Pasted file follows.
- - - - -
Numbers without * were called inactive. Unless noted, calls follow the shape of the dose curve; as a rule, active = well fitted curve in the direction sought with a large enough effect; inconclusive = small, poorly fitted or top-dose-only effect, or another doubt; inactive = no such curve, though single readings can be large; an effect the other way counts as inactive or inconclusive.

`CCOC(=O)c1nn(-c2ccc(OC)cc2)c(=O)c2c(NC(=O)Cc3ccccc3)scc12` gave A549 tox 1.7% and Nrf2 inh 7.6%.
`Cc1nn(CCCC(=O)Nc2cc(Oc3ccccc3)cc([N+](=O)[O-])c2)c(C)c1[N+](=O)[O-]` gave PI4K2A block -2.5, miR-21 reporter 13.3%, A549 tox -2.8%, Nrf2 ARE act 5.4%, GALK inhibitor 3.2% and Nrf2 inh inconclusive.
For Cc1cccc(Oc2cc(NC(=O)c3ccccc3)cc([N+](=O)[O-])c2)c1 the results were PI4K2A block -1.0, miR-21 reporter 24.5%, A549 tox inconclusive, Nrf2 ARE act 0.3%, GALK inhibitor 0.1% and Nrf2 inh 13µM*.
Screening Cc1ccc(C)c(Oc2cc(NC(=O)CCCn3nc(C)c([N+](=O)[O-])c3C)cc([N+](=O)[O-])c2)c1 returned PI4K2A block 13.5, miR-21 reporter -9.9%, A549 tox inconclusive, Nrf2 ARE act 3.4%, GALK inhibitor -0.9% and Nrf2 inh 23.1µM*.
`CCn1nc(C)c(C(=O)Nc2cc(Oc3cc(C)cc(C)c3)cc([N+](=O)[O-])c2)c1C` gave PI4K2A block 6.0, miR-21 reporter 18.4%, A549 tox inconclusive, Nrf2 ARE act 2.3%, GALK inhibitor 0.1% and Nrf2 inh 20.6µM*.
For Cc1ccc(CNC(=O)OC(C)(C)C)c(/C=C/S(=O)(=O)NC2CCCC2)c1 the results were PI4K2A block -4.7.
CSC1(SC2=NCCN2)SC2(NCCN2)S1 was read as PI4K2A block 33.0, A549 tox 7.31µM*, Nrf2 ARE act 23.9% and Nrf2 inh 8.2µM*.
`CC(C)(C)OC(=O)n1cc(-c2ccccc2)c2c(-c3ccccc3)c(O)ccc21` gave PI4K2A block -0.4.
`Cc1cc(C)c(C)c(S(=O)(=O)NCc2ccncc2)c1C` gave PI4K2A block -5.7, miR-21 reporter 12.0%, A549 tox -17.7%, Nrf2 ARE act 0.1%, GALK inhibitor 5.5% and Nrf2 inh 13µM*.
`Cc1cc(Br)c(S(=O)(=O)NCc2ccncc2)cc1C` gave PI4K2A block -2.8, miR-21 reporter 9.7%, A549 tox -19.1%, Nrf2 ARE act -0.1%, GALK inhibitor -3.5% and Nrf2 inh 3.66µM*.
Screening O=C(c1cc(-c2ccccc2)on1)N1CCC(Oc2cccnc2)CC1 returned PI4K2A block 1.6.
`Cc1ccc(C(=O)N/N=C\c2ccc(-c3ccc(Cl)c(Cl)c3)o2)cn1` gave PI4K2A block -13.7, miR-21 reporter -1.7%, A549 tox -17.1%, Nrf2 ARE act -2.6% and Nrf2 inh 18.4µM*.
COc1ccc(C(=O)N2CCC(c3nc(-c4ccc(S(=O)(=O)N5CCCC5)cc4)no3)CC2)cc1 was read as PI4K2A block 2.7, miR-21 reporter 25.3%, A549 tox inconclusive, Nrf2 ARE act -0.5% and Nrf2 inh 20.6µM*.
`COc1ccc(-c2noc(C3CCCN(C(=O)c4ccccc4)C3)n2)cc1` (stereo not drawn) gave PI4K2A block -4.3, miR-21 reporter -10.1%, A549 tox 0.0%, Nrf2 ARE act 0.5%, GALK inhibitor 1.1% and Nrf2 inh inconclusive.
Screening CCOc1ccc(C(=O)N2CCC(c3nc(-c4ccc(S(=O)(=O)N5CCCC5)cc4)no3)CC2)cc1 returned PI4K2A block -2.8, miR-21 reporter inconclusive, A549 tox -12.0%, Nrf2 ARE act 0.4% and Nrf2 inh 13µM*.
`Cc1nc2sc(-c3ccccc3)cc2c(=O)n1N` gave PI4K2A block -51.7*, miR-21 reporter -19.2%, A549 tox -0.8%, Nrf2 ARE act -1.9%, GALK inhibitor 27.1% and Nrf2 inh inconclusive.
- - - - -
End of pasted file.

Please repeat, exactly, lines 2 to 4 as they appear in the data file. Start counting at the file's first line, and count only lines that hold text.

`CCOC(=O)c1nn(-c2ccc(OC)cc2)c(=O)c2c(NC(=O)Cc3ccccc3)scc12` gave A549 tox 1.7% and Nrf2 inh 7.6%.
`Cc1nn(CCCC(=O)Nc2cc(Oc3ccccc3)cc([N+](=O)[O-])c2)c(C)c1[N+](=O)[O-]` gave PI4K2A block -2.5, miR-21 reporter 13.3%, A549 tox -2.8%, Nrf2 ARE act 5.4%, GALK inhibitor 3.2% and Nrf2 inh inconclusive.
For Cc1cccc(Oc2cc(NC(=O)c3ccccc3)cc([N+](=O)[O-])c2)c1 the results were PI4K2A block -1.0, miR-21 reporter 24.5%, A549 tox inconclusive, Nrf2 ARE act 0.3%, GALK inhibitor 0.1% and Nrf2 inh 13µM*.